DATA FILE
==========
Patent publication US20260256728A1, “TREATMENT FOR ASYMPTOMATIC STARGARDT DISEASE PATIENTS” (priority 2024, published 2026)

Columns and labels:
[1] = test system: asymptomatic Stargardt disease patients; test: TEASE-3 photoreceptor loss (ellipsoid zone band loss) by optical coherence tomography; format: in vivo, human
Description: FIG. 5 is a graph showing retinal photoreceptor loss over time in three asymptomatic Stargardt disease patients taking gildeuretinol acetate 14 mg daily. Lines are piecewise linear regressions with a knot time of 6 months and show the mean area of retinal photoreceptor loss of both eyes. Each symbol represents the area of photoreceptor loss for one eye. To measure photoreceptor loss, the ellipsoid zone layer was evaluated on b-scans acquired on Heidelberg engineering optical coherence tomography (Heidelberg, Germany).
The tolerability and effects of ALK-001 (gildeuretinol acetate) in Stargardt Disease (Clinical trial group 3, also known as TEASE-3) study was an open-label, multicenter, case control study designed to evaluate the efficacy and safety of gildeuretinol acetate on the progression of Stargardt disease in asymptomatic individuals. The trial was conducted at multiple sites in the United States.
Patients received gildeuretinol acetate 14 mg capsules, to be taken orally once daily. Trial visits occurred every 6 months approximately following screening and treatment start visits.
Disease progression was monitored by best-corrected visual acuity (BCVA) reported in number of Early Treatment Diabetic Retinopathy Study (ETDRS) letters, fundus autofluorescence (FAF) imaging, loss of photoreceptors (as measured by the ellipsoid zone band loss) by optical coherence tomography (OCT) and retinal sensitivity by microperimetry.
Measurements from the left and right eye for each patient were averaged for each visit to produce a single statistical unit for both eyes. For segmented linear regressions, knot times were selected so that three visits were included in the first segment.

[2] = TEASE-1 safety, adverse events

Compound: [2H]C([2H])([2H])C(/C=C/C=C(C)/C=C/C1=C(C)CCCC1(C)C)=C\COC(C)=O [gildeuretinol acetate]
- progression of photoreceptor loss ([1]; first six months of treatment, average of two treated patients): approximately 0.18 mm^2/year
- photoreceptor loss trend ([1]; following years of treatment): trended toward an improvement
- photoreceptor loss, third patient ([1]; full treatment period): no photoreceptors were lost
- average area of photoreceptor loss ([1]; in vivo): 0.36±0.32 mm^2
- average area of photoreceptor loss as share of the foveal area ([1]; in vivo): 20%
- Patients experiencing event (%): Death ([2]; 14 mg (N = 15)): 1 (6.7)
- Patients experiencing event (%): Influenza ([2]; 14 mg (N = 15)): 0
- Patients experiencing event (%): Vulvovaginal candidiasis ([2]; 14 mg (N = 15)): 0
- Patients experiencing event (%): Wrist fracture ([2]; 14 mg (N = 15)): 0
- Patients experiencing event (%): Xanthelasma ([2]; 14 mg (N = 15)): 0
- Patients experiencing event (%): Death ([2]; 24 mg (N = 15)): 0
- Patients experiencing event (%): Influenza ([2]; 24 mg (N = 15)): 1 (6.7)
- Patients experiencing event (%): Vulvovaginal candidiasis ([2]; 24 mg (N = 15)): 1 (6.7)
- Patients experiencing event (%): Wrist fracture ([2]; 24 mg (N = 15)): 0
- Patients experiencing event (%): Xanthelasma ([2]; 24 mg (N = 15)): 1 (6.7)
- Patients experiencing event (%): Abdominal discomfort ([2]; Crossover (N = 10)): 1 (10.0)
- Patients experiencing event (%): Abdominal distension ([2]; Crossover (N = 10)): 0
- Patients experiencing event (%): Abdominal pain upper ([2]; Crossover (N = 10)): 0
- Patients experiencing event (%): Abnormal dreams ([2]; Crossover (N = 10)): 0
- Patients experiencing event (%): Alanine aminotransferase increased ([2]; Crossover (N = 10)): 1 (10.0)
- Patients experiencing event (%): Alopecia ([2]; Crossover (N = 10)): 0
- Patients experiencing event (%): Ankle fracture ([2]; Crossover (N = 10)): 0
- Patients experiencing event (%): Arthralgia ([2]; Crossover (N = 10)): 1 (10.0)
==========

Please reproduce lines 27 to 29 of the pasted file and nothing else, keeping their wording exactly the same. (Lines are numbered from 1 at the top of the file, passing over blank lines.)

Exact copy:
- Patients experiencing event (%): Abdominal distension ([2]; Crossover (N = 10)): 0
- Patients experiencing event (%): Abdominal pain upper ([2]; Crossover (N = 10)): 0
- Patients experiencing event (%): Abnormal dreams ([2]; Crossover (N = 10)): 0